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New York Fed Executive Says Treasury Market Still Runs Risk of Abrupt Liquidity Freezes

"It is important to take time to reflect and assess if lessons can be learned that could make the Treasury market even more resilient to future shocks."

Image: Lorie Logan, Executive Vice President, manager of the System Open Market Account (SOMA) for the Federal Open Market Committee (FOMC) and head of Market Operations, Monitoring, and Analysis (MOMA) at the Federal Reserve Bank of New York. Source: Federal Reserve Bank of New York.

By Kate Duguid

NEW YORK (Reuters) – The U.S. Treasury market still runs the risk of abrupt freezes in liquidity like the one seen in March and April, as the COVID-19 pandemic roiled the financial system, a member of the Federal Reserve Bank of New York’s Market Committee said on Friday.

The market shock in March, which helped drive yields across maturities to all-time lows, was “truly an exceptional event,” Lorie Logan said in a speech to the Brookings-Chicago Booth Task Force on Financial Stability.

“However, while it is tempting to dismiss it as a once-in-a-lifetime shock, it is important to take time to reflect and assess if lessons can be learned that could make the Treasury market even more resilient to future shocks.”

The Treasury market is the deepest and most liquid in the world. Nevertheless, at the start of the coronavirus pandemic, a large number of investors tried to sell off their Treasury holdings only to find a limited number of buyers.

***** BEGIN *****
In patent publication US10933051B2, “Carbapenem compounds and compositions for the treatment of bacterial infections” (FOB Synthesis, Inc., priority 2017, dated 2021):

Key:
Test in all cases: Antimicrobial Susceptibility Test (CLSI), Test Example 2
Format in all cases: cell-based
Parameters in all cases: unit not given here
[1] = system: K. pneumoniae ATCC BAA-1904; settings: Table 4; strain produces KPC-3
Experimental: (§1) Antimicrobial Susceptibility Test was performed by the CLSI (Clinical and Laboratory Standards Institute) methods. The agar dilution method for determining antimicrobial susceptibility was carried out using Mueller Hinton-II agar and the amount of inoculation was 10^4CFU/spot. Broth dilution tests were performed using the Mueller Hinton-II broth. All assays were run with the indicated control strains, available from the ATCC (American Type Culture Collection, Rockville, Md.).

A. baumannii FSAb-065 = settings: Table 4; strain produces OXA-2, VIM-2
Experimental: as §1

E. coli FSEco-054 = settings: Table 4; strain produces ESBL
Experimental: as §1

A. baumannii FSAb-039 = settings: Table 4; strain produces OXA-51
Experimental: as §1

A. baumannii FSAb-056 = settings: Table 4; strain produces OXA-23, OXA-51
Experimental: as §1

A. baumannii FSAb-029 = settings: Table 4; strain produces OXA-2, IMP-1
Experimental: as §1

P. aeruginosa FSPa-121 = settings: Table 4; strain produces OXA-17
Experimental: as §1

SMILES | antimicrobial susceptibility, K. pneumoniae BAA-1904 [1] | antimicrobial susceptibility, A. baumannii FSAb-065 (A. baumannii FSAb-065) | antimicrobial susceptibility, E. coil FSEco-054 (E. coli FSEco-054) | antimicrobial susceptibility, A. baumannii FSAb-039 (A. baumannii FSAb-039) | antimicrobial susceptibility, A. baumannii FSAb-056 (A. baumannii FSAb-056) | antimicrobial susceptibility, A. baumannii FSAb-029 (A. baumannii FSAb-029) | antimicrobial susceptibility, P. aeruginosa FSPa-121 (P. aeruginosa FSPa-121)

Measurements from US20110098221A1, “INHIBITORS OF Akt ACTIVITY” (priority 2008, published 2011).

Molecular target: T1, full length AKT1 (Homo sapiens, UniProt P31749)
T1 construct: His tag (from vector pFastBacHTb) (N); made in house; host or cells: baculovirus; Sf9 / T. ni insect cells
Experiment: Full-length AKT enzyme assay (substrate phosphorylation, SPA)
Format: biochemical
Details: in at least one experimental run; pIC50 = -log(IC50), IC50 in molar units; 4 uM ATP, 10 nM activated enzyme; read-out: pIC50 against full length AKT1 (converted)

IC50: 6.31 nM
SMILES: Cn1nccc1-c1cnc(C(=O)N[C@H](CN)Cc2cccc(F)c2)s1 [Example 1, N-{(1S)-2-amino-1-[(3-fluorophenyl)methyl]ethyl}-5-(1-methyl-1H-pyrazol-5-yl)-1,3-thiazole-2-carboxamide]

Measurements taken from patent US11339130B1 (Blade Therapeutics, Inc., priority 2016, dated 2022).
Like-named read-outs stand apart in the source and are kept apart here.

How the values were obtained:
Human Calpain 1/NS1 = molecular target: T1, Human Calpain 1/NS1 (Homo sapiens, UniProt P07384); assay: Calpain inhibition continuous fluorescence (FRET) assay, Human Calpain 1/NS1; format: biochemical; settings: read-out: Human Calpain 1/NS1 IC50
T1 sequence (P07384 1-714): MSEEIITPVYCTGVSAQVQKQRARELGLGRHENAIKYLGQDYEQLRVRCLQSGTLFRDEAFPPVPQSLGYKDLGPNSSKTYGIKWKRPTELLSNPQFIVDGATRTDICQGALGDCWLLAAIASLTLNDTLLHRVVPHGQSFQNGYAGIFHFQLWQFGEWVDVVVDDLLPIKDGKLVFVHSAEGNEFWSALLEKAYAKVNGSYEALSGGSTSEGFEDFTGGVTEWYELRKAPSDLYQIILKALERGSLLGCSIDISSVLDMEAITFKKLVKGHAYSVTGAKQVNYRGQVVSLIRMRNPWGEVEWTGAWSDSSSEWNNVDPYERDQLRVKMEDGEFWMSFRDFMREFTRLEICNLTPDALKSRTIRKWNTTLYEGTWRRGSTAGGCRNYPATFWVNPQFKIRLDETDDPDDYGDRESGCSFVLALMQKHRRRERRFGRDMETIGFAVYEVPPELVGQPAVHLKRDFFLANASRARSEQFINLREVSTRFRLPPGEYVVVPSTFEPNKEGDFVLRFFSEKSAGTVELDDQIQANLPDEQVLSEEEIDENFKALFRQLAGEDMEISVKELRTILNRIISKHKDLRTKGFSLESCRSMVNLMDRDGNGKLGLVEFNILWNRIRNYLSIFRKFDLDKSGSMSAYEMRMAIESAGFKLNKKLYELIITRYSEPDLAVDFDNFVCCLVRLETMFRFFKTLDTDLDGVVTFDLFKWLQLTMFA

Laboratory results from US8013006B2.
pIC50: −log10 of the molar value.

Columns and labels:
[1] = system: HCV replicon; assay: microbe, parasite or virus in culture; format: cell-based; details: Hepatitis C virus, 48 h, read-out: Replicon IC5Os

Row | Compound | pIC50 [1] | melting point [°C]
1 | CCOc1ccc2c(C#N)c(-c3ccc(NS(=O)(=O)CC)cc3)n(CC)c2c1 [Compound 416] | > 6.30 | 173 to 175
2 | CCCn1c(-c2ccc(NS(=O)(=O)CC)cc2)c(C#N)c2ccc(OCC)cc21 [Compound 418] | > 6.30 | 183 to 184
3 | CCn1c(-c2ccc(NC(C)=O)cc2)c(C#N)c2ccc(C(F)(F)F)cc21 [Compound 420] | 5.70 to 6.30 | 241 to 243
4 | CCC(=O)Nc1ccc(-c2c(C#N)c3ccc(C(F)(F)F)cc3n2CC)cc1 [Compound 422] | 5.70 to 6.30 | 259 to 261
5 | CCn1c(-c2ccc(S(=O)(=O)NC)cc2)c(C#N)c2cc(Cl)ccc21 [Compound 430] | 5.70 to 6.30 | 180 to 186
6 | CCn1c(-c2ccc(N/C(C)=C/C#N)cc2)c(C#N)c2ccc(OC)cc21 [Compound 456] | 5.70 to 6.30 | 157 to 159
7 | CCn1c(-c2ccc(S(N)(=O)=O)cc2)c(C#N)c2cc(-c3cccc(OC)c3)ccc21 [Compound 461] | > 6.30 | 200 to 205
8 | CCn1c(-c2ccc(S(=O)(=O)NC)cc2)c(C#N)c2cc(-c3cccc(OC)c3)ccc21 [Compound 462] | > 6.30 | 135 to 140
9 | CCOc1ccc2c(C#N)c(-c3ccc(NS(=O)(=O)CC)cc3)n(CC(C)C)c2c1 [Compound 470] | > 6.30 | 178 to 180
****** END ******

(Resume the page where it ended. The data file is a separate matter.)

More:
The major sellers were mutual funds, which sold off more than $200 billion of their Treasury holdings in the first quarter, foreign accounts, which sold off roughly $161 billion between February and April, and hedge funds.

The buyers, Treasury market primary dealers, reported that customer transaction volumes increased from $400 billion a day in February to $650 billion a day in mid-March. In the market for buying and selling all Treasuries save for the most recently issued, the spread between the prices asked and those bid rose to an all-time high, nearly 30 times their normal level.

Primary dealers were prior to the selloff holding historically high volumes of Treasury debt, and were therefore unable to take on more, explained Logan. The Fed stepped in and began purchasing Treasury debt, which returned liquidity to the market.

But primary dealers currently hold even more Treasury debt than they did at the beginning of the pandemic, and could, in the event of another bout of forced selling, face the same problem absorbing all the Treasury supply on offer.

To pay for the stimulus package passed by Congress earlier this year – among other government-funded programs – the Treasury Department has issued a record $15.5 trillion through the end of September. Issuance could rise in the coming months if a fresh round of stimulus funding is passed.

“Ongoing increases in the stock of Treasuries may result in greater peaks in the demand for intermediation,” said Logan.

Not mentioned in the speech was the possibility of market volatility around the U.S. election on Nov. 3.

Reporting by Kate Duguid. Editing by Ira Iosebashvili and Tom Brown.


Source: Reuters

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